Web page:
“Jaggar edits an essential resource for instruction on feminism and methodologies. … Highly recommended. Programs in women’s studies, and libraries collecting in the philosophy of the social sciences and life sciences and methodology more generally.”
Introduction: The Project of Feminist Methodology
Part I. Feminist critiques of methodology
Joan Kelly-Gadol, "The Social Relation of the Sexes: Methodological Implications of Women's History
Janice Moulton, "A Paradigm of Philosophy: The Adversary Method"
Paula Gunn Allen, "Kochinnenako in Academe: Three Approaches to Interpreting a Keres Indian Tale"
2.The Social Sciences
Dorothy E. Smith, "Women's Perspective as a Radical Critique of Sociology"
Toby Epstein Jayaratne and Abigail J. Stewart, "Quantitative and Qualitative Methods in the Social Sciences: Current Feminist Issues and Practical Strategies"
Linda Tuhiwai Smith, "Research through Imperial Eyes"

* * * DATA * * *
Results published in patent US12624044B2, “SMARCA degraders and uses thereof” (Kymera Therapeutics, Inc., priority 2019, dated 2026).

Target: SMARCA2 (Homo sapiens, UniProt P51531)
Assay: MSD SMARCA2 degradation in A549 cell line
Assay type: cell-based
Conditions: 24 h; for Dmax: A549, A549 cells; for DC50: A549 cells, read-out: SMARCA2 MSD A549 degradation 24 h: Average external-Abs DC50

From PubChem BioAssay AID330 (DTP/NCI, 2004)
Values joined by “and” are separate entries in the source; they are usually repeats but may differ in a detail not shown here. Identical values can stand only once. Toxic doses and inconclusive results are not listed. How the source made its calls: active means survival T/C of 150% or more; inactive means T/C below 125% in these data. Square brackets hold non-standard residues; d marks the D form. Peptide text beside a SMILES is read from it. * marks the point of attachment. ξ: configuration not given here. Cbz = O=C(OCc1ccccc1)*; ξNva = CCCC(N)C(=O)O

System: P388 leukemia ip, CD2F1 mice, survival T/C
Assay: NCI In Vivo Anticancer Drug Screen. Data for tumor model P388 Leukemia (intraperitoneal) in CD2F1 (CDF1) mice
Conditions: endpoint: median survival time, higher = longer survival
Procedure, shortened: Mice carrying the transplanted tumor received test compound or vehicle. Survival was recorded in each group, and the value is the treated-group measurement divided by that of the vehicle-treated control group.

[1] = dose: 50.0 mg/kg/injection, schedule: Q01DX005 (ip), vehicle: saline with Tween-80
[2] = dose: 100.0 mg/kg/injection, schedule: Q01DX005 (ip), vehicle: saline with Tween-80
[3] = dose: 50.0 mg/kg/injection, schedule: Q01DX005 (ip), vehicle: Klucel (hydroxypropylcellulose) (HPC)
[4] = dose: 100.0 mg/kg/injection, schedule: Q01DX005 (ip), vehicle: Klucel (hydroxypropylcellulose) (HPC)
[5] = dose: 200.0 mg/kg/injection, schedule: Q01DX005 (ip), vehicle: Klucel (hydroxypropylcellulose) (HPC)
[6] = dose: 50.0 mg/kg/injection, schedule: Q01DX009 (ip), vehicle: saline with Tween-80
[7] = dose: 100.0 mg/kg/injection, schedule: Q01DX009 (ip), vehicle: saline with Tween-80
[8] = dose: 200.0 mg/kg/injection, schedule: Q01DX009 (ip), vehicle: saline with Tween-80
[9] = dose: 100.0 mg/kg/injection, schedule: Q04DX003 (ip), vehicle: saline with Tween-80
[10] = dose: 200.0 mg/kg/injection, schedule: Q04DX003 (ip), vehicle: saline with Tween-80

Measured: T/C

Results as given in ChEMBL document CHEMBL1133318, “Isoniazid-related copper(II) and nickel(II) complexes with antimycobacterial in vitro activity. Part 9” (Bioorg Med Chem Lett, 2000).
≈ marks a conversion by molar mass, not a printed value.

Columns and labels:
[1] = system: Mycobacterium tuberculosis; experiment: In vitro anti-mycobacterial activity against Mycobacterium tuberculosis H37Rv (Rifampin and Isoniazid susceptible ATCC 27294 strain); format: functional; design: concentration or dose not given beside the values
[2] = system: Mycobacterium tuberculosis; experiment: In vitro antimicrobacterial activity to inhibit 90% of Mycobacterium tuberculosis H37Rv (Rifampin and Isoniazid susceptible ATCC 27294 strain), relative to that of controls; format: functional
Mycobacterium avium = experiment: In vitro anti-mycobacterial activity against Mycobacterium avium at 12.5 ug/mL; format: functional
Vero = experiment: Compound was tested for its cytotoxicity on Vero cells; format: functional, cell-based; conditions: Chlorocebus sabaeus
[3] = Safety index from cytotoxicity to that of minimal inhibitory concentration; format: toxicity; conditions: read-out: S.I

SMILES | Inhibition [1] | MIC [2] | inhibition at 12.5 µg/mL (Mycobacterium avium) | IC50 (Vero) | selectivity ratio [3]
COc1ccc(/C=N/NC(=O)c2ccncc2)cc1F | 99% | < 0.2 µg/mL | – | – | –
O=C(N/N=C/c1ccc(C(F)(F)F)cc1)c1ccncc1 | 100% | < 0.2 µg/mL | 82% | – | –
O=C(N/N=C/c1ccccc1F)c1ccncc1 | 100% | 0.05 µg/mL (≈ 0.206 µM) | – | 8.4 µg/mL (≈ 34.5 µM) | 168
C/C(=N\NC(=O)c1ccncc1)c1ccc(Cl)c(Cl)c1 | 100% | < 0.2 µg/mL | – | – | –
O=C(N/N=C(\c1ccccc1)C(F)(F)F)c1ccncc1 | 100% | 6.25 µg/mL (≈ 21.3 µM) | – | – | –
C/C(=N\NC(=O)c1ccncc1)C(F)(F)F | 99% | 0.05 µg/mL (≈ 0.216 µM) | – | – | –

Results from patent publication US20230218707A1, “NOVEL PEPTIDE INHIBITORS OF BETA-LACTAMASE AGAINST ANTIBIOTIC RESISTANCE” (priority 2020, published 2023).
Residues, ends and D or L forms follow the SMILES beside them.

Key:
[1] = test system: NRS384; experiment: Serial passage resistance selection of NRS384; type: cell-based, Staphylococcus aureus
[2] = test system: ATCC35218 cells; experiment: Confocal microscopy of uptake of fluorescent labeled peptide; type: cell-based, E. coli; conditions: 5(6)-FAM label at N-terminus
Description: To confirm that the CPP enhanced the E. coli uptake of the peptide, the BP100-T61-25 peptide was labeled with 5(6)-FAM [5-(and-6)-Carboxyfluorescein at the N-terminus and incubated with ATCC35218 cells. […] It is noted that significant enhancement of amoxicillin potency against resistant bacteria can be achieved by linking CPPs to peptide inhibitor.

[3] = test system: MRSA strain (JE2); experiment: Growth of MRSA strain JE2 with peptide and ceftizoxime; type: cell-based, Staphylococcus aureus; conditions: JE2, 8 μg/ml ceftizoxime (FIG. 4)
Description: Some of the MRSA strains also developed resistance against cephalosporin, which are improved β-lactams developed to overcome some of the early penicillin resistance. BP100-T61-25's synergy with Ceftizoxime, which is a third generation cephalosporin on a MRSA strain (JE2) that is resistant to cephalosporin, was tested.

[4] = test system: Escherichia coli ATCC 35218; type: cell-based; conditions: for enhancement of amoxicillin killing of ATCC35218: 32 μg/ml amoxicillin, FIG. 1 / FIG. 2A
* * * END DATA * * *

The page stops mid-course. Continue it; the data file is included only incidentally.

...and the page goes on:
Diana A. Strassman, "Not a Free Market: The Rhetoric of Discimplinary Authority in Economics"
Lourdes Beneria, "Paid and Unpaid Labor: Meanings and Debates"
Maryilyn Waring, "Counting for Something! Recognizing Women's Contribution to the Global Economy through Alternative Accounting Systems"
Jennifer Terry, "Lesbians under the Medical Gaze: Scientists Search for Remarkable Differences"
Stephen J. Gould, "Critique of The Bell Curve"
Elisabeth A. Lloyd, "Bias"
Geri L. Dickson, "Metaphors of Menopause: The Metalanguage of Menopause Research
Karen Messing, "Don't Use a Wrench to Peel Potatoes: Biological Science Constructed on Male Model Systems Is a Threat to Women Workers' Health"
W.A. Rogers, "Evidence-Based Medicine and Justice: A Framework for Looking at the Impact of EBM upon Vulnerable or Disadvantage Groups"
6. Feminist studies
Maxine Baca Zinn, Lynn Weber Cannon, Elizabeth Higginbotham, and Bonnie Thornton Dill, "The Costs of Exclusionary Practices in Women's Studies"
Bette S. Tallen, "How Inclusive Is Feminist Political Theory? Questions for Lesbians"
Uma Narayan, "Cross-Cultural Connections, Border-Crossings and 'Death by Culture'"